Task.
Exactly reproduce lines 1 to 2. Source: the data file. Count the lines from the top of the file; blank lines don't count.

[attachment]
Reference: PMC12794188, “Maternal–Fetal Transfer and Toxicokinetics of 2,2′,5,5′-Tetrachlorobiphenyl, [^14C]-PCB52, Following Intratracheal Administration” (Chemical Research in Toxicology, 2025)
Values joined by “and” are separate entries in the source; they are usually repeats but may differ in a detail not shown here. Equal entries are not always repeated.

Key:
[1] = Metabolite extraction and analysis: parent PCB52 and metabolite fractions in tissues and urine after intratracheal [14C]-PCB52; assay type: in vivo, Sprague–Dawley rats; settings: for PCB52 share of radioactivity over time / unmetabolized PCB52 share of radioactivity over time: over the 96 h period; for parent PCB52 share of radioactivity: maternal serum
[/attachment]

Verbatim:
Reference: PMC12794188, “Maternal–Fetal Transfer and Toxicokinetics of 2,2′,5,5′-Tetrachlorobiphenyl, [^14C]-PCB52, Following Intratracheal Administration” (Chemical Research in Toxicology, 2025)
Values joined by “and” are separate entries in the source; they are usually repeats but may differ in a detail not shown here. Equal entries are not always repeated.